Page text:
There is something very troubling about the way in which the City, through its ballot arguments and mailers, is marketing the “Utility Modernization Act” to Alameda voters.
For those of our readers familiar only with the rent-related items on the November ballot, we direct your attention to Measure K1, aka the Utility Modernization Act. This ballot measure would re-write both the ordinance imposing a utility users’ tax on local residents and the Charter provision authorizing transfers of funds to the City from Alameda Municipal Power.
Here’s our gripe: It seems to us that the proponents of the UMA are, on the one hand, obfuscating the financial impact on the public if Measure K1 passes and, on the other, exaggerating the fiscal harm to the City if it fails.
And that’s a shame, since a case can be made for the UMA on its own merits. Forget the sales pitch and stick to the facts and a voter might conclude that Measure K1 is worth voting for after all.
The UMA grew out of an effort initiated in October 2015 by then-Interim City Manager Liz Warmerdam to explore ways to increase tax revenue for the City. At the time, Council members were falling over themselves to find projects on which to spend the “surplus” in the General Fund, but, as Ms. Warmerdam and other staff members understood, the “surplus” had been caused by “one-time events.” Looking ahead, staff was projecting operating deficits extending as far as the eye (or at least Finance Director Elena Adair’s eyes) could see. Unless the City found new sources of revenue, it would have to cover these deficits out of “reserves.”
So staff engaged a consulting firm to survey Alameda residents about their potential support for three tax-increase proposals. Based on the results, the consultants recommended that Council consider placing a measure “modernizing” the Utility Users Tax on the November ballot.
Enacted in 1972 and revised in 1995, the UUT levies a 7.5 percent tax on charges paid by Alamedans for electricity, gas, cable television, and “intrastate, interstate, and/or international telephone services.” The tax is owed by the users, but collected by the providers, of the specified services.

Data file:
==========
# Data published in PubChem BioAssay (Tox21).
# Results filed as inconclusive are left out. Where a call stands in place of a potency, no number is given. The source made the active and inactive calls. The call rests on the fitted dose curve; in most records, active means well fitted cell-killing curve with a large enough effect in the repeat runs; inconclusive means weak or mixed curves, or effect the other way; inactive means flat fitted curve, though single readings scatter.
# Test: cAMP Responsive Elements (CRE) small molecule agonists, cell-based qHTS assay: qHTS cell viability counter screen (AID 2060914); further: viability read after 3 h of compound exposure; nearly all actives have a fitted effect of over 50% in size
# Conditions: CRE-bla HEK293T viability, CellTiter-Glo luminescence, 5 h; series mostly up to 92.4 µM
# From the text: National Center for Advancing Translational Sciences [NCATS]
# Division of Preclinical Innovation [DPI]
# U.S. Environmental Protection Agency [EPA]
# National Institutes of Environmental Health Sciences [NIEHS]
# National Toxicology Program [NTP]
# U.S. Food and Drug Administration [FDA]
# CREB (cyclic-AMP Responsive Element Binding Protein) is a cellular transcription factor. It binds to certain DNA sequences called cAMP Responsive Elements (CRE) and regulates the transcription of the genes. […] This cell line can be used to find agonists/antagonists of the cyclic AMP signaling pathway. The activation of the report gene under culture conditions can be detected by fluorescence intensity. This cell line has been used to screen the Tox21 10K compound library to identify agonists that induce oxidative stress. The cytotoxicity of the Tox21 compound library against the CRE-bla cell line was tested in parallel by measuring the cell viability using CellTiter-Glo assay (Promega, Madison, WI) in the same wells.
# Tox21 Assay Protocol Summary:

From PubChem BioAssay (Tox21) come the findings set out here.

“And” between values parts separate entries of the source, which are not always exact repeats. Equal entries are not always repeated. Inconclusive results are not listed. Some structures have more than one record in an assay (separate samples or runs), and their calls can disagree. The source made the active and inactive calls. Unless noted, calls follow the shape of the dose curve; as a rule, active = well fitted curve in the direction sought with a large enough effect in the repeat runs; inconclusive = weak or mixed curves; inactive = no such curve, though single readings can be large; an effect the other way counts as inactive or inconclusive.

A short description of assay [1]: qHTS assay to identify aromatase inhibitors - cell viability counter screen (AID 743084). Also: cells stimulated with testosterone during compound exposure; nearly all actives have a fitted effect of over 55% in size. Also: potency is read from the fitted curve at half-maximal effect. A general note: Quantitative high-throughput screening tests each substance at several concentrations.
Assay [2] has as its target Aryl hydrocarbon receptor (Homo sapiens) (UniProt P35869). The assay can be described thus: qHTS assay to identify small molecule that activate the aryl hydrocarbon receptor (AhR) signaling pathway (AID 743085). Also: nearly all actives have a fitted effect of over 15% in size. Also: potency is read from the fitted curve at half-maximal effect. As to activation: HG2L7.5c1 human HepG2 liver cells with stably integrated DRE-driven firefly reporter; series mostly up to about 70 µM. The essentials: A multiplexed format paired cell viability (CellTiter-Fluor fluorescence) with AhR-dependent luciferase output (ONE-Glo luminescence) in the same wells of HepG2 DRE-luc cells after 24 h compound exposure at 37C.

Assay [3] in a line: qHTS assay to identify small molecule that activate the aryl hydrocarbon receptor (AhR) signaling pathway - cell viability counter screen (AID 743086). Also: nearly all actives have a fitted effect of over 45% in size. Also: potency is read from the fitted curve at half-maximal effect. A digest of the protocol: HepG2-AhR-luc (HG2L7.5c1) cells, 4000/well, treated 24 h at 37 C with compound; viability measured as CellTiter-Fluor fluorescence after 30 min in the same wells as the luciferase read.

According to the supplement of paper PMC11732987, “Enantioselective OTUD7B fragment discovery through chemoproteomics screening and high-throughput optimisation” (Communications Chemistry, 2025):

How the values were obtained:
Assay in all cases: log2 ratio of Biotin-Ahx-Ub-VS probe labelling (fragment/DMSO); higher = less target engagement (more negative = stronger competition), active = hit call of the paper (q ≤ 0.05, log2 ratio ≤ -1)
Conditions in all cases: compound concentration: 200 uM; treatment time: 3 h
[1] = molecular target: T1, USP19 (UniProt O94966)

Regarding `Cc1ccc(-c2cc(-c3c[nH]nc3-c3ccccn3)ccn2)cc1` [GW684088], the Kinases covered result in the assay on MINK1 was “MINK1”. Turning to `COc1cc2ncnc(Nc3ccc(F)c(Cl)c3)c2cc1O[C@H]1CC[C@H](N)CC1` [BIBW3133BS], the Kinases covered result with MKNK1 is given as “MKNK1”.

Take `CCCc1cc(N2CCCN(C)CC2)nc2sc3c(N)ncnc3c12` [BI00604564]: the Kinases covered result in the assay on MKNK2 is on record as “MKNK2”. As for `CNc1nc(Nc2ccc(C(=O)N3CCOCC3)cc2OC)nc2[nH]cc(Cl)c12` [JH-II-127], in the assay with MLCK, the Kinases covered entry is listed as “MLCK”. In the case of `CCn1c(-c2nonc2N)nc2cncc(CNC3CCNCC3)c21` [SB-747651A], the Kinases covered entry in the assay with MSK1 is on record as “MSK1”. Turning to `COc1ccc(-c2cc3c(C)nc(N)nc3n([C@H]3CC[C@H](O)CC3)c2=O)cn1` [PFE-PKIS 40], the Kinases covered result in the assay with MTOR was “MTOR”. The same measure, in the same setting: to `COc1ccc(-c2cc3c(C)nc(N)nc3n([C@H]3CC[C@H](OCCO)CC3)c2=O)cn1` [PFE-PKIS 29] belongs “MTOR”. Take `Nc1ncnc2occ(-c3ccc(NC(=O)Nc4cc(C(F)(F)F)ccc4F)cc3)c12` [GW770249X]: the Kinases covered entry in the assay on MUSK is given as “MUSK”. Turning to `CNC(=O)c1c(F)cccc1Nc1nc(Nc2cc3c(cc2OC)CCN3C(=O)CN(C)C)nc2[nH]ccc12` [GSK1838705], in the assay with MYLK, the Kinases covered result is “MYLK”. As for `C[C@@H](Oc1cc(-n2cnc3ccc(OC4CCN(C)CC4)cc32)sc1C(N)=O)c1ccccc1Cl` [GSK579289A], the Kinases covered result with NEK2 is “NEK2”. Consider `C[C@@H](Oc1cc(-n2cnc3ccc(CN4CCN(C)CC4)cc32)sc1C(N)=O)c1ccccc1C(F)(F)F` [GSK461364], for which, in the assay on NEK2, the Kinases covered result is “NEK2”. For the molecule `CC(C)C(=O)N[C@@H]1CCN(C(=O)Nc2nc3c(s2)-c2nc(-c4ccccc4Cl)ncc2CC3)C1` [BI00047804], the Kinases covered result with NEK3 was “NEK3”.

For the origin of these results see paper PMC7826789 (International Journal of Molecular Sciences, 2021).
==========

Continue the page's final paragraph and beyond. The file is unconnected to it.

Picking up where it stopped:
The UUT is the fourth largest source of tax revenue for the General Fund, generating $8.33 million in Fiscal Year 2014-15. But UUT revenue has been declining since FY 2007-08, and staff and its consultants thought they knew why: the ordinance, as written, didn’t cover the, ahem, broad band of telecommunications and video services now being used by Alamedans. (Is VoIP a “telephone” service? You tell us.)
The proposed solution was simple: re-write the ordinance to expand the list of services to which the tax applied. By updating and broadening the scope of the UUT, the City would collect more revenue even if the tax rate stayed the same. Initially, staff pegged the additional tax revenue at $1.6 million a year.
Sound reasonable? Well, it did to Council, too, and in March it directed staff to prepare a ballot measure.
Which staff did. But the proposal that came back to Council contained another item: In addition to replacing the existing UUT ordinance with a revised version, the ballot measure also would re-write the provision in the Charter relating to payments to the City by AMP.
Since 1937, the Charter has required the Public Utilities Board to transfer to the General Fund the annual earnings, if any, of the electric company above the amount set aside as a reserve. But there came a time – we can’t pinpoint the date – when the Board decided to keep transferring funds every year even though the utility had not actually generated “excess” earnings. Beginning in 2009, the PUB fixed the subsidy at $2.8 million a year.
Naturally, the City has come to rely on this annual gift from AMP – as well as on two other annual transfers of funds called “Payment in Lieu of Taxes” and “Return on Investment,” which totaled $1.36 million in FY 2014-15. Altogether, AMP’s “contribution” to the City that year amounted to about five percent of total General Fund revenue. (And we’re not counting the $900,000 value of street lighting provided by AMP to the City at no charge.)
No one had challenged the legality of any of these transfers until October 2015, when a class action suit was filed – by “southern California lawyers,” according to the staff presentation – attacking the annual $2.8 million subsidy as an illegal tax because it had not been approved by the voters. (For some reason, the PILOT and ROI payments apparently were OK.) Staff’s reaction was to hire a prominent San Francisco law firm to defend the case – and to urge re-writing the Charter provision “in an abundance of caution.”